Principals are charged with providing hands-on leadership to one of the most significant institutions in our society, the schoolhouse. Our society is well served when schools function at their highest level. Students develop the skills, values, and habits of mind that will allow them to become productive and engaged citizens of our democracy. The well-being of our society suffers when schools fail to adequately fulfill our hopes for them, when the learning of both students and faculty alike are impaired by a lack of safety, low morale, or unresolved conflict,. There are a myriad of responsibilities placed on the shoulders of principals in order to foster the kinds of learning environments we hope for. A growing body of research suggests that primary among these is earning the trust of their teachers and exercising the requisite skills to cultivate a pervasive culture of trust between teachers and students [1
Trust is increasingly recognized as an essential element in vibrant, well-performing schools. This is, in part, because trust undergirds the cooperative behavior necessary for cultivating high performance. Trust becomes salient when people enter into relationships of interdependence, where the outcomes one desires cannot be met without the involvement and contribution of others. Once trust is established, the confidence one holds in the intentions and capacity of the other person to fulfill one’s expectations results in feeling a greater sense of ease in the interdependence and a willingness to take risks. Trust also is a dynamic construct in that it can change over the course of a relationship, as the nature of the interdependence between two people changes, and as expectations are either fulfilled or disappointed. Although trust occurs between individuals, it also occurs among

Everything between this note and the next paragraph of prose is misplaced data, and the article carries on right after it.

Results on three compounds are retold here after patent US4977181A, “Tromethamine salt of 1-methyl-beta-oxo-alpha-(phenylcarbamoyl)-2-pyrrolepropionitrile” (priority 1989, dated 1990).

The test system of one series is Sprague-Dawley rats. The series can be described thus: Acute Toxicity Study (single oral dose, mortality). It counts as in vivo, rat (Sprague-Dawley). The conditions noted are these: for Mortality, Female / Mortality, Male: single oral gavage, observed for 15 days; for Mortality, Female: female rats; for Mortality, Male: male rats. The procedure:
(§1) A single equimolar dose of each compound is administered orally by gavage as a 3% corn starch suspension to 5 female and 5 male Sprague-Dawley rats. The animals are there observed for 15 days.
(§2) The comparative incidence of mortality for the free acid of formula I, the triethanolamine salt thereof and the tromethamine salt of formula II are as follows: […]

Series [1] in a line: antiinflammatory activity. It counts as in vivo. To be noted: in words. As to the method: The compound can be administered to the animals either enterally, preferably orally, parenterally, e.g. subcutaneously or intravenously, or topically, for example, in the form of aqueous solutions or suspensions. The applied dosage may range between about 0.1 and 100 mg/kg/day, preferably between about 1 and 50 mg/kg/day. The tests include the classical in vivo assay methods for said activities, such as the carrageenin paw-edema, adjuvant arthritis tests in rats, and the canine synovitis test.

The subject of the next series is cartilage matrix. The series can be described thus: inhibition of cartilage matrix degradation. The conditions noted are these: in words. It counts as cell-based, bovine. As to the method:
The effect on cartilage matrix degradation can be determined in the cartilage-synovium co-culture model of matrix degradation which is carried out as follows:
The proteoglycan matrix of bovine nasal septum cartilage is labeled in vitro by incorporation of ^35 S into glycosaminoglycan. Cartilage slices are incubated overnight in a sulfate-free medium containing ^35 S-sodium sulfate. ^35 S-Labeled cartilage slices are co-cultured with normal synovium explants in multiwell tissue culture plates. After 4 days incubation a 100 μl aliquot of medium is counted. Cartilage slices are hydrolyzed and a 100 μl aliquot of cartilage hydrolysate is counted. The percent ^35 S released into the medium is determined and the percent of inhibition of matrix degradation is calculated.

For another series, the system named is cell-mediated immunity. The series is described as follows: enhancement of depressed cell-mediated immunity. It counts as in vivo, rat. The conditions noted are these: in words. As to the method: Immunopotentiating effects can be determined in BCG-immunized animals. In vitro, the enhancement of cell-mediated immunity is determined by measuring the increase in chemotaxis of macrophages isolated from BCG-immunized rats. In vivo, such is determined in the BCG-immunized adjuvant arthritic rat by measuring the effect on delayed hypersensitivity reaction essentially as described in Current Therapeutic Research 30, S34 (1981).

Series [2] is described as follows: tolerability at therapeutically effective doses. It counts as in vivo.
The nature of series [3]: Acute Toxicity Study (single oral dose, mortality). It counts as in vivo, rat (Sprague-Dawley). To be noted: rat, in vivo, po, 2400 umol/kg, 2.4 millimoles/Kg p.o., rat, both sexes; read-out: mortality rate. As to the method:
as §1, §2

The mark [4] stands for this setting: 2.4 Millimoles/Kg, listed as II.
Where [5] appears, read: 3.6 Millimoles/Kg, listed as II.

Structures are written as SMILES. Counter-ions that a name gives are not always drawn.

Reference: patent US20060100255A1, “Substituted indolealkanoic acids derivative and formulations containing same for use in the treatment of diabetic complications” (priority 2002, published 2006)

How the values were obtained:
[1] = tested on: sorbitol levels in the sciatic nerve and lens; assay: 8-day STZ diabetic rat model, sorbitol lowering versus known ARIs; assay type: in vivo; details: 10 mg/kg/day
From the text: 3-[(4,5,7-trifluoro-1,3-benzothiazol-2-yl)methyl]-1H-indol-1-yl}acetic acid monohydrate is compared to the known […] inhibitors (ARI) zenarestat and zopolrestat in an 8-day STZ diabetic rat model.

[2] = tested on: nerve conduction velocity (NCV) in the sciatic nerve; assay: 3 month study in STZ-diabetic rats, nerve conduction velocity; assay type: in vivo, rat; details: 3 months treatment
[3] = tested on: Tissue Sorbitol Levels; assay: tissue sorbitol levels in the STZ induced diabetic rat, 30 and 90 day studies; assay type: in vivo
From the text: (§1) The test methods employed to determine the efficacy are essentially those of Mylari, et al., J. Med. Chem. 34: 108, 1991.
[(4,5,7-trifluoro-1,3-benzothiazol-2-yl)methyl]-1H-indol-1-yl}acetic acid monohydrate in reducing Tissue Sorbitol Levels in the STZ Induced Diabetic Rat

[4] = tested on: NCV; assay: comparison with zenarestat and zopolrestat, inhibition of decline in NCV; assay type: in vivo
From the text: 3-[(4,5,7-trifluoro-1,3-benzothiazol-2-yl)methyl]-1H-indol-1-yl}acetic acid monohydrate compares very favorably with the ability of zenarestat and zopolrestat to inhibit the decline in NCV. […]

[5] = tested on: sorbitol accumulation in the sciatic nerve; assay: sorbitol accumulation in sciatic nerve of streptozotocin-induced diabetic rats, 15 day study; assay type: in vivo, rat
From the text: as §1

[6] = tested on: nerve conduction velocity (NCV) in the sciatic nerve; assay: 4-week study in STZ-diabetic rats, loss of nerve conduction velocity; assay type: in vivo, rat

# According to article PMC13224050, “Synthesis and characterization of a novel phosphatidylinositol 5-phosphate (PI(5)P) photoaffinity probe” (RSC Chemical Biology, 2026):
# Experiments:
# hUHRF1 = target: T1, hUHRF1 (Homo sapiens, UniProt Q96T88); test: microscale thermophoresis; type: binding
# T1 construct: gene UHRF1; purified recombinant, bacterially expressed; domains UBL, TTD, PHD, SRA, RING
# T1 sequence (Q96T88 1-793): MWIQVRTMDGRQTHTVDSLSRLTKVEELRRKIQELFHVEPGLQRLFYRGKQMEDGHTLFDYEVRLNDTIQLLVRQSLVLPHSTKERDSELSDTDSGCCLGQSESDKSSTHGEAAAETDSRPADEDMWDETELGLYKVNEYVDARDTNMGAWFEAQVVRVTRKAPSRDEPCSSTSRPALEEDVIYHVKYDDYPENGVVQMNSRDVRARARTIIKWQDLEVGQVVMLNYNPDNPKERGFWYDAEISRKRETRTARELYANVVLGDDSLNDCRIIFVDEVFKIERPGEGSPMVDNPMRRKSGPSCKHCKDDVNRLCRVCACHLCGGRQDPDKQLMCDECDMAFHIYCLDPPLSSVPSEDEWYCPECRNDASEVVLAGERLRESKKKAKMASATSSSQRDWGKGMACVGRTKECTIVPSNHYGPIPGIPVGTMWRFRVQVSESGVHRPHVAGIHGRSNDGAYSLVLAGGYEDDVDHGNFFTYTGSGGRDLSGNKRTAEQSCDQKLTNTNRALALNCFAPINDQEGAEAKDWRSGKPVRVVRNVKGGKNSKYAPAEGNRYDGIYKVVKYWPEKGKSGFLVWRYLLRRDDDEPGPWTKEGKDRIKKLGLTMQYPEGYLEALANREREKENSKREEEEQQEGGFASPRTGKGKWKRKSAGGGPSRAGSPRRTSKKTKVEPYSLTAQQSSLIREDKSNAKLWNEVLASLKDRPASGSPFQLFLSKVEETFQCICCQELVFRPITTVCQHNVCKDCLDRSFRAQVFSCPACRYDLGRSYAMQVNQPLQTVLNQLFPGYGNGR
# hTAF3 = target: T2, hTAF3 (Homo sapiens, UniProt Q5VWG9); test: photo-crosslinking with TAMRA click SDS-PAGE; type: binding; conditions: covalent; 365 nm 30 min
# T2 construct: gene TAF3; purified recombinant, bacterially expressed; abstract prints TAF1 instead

individuals within complex human organizations, such as schools. Without trust, organizational effectiveness and efficiency are hampered [2
Trust is a multifaceted construct, meaning that people assess many elements simultaneously when making judgments of trust. These elements, or facets, may vary somewhat depending on the context or nature of the trust relationship. Specifically, trust is defined as the willingness to be vulnerable to another party based on the confidence that the other party is benevolent, honest, open, reliable, and competent [3
]. Although most educators acknowledge the importance of trust in their work, these qualities too often get squeezed out with the pressures of accountability. Such pressures can drive school leaders to impatience and anxiety, resulting in a climate of tension and fear that interferes with the learning of both children and adults alike. These schools are likely to be dreary and discouraging places rather than the joyful learning communities we long for. Cultivating a climate of trust, in contrast, allows the members of a school community to amplify their school’s strengths and create environments where curiosity and love of learning abide. Student learning is facilitated by equipping school leaders and teacher leaders to more fully realize their positive intentions for their professional relationships resulting in strong relationships of trust. In so doing, the learning of teachers and students is enhanced.